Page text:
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Treaty 6 Grand Wilton Littlechild, who was also a commissioner with the national Commission, has worked for four decades to host the World Nations Games in his home territory. (James Mackenzie/Canadian Press) It’s a dream that’s been 40 years in the making — the vision of Treaty 6 Grand Chief Wilton Littlechild to bring together Indigenous athletes from around the world.

Now, the World Indigenous Nations Games (WIN Games) have come alive, with athletes from 14 different countries descending upon Littlechild’s home community of Ermineskin Cree Nation, the Ecoch Cree Nation and Alexis Nakota Sioux .

"It’s been a very emotional time for me," said Littlechild. "Over the years we’ve tried many, many, many times to host the games…. We were met with a lot of resistance."

Littlechild recalled making the first resolution back in the summer of 1977 to the United Nations in Sweden, proposing to create an Indigenous world games based on the Olympic model. He wanted to make sure the cultural component of Indigenous traditions was included. But the idea took decades to come to fruition.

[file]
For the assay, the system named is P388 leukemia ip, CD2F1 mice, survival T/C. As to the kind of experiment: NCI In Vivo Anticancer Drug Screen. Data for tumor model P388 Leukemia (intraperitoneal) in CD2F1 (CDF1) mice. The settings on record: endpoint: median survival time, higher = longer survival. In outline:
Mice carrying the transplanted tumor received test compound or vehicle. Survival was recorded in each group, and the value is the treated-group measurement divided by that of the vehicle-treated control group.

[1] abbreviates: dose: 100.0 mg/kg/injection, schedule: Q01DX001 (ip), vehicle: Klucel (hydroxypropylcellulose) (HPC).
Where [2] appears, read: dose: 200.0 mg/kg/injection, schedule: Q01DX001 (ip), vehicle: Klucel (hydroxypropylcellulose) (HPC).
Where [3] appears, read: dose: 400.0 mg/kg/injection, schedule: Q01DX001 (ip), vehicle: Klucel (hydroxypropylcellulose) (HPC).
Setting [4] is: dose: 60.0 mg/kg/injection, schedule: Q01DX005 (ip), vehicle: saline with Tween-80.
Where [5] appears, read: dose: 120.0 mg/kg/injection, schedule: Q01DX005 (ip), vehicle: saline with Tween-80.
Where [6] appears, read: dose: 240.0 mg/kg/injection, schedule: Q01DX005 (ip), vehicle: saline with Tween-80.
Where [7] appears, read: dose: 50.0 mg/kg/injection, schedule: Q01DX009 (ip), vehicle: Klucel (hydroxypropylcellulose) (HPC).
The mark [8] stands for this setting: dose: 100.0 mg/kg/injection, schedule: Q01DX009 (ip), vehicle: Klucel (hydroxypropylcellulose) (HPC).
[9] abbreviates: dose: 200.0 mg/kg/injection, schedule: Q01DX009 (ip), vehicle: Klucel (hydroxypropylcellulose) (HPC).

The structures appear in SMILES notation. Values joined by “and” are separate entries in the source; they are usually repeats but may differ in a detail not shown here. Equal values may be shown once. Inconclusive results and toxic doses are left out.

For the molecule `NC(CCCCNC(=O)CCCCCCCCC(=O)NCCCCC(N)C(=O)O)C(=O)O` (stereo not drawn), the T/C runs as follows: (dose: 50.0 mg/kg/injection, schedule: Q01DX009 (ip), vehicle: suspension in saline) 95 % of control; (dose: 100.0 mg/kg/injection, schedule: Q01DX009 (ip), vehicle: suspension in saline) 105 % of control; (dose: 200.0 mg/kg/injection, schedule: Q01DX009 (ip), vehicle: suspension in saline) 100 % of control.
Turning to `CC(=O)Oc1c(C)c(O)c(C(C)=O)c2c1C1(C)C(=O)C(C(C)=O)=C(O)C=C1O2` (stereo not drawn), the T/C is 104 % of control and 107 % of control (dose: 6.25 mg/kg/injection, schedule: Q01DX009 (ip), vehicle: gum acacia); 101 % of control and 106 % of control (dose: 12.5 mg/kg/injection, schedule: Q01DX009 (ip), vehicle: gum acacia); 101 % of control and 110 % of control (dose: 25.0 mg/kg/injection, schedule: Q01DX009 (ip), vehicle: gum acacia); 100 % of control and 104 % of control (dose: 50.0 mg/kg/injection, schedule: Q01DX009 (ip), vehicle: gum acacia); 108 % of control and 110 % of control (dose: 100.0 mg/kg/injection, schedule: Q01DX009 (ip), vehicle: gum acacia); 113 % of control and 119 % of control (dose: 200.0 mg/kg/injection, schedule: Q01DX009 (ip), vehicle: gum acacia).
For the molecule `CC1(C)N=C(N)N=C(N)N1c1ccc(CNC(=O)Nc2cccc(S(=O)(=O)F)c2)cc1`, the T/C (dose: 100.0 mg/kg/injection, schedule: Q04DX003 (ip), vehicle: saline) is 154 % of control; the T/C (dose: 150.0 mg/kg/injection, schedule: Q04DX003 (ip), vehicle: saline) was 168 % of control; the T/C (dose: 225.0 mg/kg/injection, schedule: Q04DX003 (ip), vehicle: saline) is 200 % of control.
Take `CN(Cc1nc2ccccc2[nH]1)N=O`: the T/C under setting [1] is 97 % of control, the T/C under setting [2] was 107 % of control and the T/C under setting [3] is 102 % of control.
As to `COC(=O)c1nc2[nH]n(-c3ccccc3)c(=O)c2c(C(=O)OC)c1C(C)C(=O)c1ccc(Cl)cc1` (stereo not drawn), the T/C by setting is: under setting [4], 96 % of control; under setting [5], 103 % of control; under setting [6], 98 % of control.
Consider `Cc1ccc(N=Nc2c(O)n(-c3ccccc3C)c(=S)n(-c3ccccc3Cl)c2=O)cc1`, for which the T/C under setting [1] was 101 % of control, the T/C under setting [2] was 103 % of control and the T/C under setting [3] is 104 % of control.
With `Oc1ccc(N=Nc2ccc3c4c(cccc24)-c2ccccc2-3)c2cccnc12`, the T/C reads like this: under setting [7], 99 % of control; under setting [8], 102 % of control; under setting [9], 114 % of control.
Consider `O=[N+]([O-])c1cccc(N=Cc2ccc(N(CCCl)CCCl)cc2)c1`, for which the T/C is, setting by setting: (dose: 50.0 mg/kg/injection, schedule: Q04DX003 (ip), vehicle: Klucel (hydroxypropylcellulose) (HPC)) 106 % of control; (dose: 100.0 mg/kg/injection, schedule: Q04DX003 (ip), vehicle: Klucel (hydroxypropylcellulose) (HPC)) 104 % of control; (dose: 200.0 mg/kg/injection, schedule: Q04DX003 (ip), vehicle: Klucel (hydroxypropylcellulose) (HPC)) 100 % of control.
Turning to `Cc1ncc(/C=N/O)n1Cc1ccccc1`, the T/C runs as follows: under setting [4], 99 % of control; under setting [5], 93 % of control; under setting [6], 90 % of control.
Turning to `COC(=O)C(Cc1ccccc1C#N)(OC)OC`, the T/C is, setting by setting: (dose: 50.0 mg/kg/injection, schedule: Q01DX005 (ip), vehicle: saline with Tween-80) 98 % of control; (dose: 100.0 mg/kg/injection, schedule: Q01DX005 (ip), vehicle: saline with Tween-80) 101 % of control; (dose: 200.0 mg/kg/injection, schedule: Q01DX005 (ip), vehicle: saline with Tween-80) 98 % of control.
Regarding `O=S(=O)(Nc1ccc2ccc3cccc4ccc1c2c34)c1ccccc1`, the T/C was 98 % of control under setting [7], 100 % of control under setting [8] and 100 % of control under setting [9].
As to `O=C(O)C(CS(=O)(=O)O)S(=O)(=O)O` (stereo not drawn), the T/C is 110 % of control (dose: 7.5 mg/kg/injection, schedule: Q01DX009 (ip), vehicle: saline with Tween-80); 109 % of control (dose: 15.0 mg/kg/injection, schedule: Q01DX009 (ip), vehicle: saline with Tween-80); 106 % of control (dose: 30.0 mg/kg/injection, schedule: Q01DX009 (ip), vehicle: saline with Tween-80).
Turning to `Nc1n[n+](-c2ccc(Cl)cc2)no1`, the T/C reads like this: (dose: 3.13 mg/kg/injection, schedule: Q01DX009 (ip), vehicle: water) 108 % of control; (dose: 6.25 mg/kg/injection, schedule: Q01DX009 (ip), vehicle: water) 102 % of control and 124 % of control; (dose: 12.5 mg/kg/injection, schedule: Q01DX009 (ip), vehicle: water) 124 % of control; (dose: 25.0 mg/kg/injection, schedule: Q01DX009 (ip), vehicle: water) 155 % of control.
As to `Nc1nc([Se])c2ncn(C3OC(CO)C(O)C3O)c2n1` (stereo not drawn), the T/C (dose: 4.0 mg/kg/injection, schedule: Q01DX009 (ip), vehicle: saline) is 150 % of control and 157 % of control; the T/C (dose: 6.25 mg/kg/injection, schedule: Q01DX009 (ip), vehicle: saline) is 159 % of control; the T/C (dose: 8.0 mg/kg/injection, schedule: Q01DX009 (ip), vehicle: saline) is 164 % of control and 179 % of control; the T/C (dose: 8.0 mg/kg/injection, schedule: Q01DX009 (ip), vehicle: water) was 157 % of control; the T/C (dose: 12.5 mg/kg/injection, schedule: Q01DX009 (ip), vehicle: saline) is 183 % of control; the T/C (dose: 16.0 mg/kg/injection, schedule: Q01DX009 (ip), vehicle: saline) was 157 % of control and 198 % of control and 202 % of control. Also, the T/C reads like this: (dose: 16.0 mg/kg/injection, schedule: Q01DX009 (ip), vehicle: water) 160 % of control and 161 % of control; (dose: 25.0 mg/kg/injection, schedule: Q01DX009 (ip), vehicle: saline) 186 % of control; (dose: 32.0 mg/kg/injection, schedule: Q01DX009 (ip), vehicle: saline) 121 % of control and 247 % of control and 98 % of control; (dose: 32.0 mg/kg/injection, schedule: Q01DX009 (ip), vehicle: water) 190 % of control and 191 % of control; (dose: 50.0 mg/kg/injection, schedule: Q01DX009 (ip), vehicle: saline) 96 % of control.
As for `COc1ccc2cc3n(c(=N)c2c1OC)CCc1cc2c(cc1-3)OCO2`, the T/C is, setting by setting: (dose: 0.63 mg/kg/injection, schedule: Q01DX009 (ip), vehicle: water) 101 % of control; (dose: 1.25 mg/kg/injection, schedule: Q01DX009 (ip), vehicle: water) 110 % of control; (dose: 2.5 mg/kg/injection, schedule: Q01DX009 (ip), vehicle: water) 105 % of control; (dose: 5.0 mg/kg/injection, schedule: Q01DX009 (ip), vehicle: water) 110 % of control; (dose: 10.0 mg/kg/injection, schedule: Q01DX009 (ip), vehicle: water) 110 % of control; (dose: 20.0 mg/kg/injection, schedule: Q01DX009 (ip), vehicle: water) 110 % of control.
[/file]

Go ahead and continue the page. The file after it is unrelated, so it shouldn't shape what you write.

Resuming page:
In 1967, Littlechild graduated with a bachelor of physical education degree and went on to earn a master’s degree in physical education from the University of Alberta.

Being an exceptional athlete himself, Littlechild won more than 50 provincial, regional, national and international championships. He has been inducted into seven sports halls of fame.

Playing hockey and competing in swimming as a young man were activities that Littlechild said helped keep him on track.

In 1976, he made history by becoming the first treaty from Alberta to obtain a law degree from the University of Alberta. He is a respected lawyer that has carried his trade into advocacy work at the United Nations. Members of the Oceania Global Region delegation pose […]

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